There was this disclaimer from the NFP:
"Is Cutler in the same mold as a guy like Favre? And do the Bears have the type of receivers, such as Devin Hester - who Angelo thinks needs to take another step forward at the position - who can come together as a group and excel under a talent like Cutler?
Angelo thinks they can. "We have a good receiving corps that complements one another," he said. They also added Oklahoma rookie Juaquin Iglesias, whom Angelo is high on after selecting him in the third round of the draft. "Iglesias gives us that big guy across the middle."
The verdict is still out on this group, and I'm on the fence too, but Angelo believes he has the tight ends in Greg Olsen and Desmond Clark to complete the package. "When you talk wide receivers, you have to count the tight ends," he said, something he discovered when talking with Patriots coach Bill Belichick about the struggles the Patriots had trying to contain Chargers TE Antonio Gates."
This last part is a fair point that I've made before - that the Bears TEs, former Bronco Desmond Clark and Greg Olsen - are a big strength - but a moment before, Angelo had been talking about the vertical passing game, and generally the TEs aren't much help there. Clark and Olsen are good, but as a standard part of the vertical game, they aren't the answer. So, what is Angelo actually saying?
"Our receiving corps has a chance to be decent," said Angelo. "But, we feel good about our offense."
Our receivers might get decent but, we feel good? That was a wonderful slip of the tongue in which Angelo reveals that he doesn't think that their receivers are that good either.
Well, unless the receiving corps is better, there's no reason to feel all that different about the offense. Let's break this down: no one so far has argued that Orton was incapable of throwing to the TEs or to Forte, nor that Clark and Olsen were the problem. The claim was that the problem with the Bears offense was Kyle Orton, ostensibly because he couldn't throw the long pass. If you just got Cutler in order to have him make the same throws, you're wasting a lot of money. But this is a ‘magic bullet' solution that has gained substantial national fervor. If you have a new QB with certain strengths and some weaknesses, but ones that are different from the QB you had, suddenly all is well. You need a new perspective, a new offensive scheme and new approaches to make this trade worthwhile.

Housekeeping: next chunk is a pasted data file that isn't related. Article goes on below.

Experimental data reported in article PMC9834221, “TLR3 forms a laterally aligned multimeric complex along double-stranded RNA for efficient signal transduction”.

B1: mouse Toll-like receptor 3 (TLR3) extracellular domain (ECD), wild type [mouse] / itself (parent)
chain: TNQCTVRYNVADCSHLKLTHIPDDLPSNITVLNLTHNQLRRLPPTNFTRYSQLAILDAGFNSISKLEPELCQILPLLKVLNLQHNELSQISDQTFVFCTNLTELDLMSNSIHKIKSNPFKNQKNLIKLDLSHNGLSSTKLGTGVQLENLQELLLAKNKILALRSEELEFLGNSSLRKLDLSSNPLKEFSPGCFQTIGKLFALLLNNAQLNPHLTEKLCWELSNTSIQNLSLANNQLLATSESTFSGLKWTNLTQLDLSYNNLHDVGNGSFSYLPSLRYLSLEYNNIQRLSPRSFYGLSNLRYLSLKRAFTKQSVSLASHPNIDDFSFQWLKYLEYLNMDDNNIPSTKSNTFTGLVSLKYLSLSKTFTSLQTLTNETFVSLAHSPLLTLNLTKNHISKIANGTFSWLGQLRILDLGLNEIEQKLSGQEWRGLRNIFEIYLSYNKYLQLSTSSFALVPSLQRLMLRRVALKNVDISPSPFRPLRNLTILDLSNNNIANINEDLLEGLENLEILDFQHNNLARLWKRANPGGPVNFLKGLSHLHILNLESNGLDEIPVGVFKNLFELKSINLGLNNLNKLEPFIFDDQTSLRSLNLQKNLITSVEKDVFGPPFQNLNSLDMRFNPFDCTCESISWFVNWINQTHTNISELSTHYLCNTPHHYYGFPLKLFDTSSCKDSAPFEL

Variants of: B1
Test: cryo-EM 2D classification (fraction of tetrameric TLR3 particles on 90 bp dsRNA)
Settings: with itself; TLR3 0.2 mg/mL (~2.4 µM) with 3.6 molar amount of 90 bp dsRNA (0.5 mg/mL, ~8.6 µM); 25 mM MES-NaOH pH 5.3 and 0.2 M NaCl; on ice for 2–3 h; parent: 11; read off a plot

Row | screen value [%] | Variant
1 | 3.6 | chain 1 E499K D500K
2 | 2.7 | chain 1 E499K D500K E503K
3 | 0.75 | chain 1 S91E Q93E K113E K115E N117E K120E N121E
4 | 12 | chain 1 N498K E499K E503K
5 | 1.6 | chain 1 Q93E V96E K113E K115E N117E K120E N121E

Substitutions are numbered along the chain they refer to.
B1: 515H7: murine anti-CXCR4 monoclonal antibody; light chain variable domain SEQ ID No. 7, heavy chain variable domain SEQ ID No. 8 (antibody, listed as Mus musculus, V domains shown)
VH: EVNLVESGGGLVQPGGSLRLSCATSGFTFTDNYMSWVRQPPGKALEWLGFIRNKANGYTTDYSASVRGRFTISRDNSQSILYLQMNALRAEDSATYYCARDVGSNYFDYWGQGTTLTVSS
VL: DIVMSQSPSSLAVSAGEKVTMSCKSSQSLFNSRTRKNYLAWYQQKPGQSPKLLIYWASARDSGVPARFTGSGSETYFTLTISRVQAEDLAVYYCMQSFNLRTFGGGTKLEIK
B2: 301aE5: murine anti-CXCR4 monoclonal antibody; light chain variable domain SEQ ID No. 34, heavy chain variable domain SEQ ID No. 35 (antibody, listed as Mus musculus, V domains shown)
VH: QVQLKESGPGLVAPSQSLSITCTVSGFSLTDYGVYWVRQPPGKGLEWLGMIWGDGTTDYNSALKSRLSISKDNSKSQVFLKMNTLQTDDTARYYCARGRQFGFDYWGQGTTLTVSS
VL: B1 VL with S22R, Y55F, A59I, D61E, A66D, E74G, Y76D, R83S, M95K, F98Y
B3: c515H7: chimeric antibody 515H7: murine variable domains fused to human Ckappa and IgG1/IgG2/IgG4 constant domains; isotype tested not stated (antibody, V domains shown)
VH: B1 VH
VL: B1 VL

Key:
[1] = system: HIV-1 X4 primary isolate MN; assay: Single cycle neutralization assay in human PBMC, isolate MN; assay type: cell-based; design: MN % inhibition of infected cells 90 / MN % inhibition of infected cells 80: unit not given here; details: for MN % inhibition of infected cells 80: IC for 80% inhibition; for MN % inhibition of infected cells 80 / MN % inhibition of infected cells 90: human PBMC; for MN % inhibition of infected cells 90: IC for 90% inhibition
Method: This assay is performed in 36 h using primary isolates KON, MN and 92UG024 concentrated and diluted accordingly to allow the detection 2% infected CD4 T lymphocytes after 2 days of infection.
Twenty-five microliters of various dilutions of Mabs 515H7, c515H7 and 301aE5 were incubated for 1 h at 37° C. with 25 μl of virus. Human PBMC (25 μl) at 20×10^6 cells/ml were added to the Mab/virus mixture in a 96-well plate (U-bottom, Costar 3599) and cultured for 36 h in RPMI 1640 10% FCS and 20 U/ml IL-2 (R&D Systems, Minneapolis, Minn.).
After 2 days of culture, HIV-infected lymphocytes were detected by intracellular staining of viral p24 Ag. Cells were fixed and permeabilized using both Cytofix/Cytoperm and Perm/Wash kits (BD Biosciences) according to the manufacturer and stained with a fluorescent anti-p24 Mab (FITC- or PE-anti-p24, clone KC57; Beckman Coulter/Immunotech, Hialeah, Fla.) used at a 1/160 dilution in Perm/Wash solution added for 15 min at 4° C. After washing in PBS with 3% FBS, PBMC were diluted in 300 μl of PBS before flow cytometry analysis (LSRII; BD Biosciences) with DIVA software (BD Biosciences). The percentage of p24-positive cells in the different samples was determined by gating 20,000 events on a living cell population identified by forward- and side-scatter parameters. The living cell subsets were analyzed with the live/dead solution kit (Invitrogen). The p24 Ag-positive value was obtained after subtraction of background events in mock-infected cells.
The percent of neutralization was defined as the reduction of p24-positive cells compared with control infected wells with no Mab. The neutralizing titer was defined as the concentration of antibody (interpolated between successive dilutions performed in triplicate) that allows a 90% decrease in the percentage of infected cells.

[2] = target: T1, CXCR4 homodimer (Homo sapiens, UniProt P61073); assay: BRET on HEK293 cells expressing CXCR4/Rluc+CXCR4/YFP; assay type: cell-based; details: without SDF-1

Why am I nattering on about the Bears, Angelo, receivers and Orton? In case you were wondering, here's how that reflects on the Broncos: The biggest thing that Josh McDaniels had to offer the Broncos may have been an outside perspective, getting them past the ‘whistling past the graveyard' stage that permeated offseason discussions in Denver over the past few years.
Management fiddled around while the Broncos defense burned our chances of success. Having that situation be over is a gift by itself. The Broncos hd reached the point where the constant believe that they wre just a few pieces away from winning it all had actually kept them from winning. There comes a point in the evolution of things where you have to cull the deadwood and permit new things to grow and flourish. The Broncos seem to be in that phase. Hopefully, new things will emerge for them and will prove that this path was well worth taking.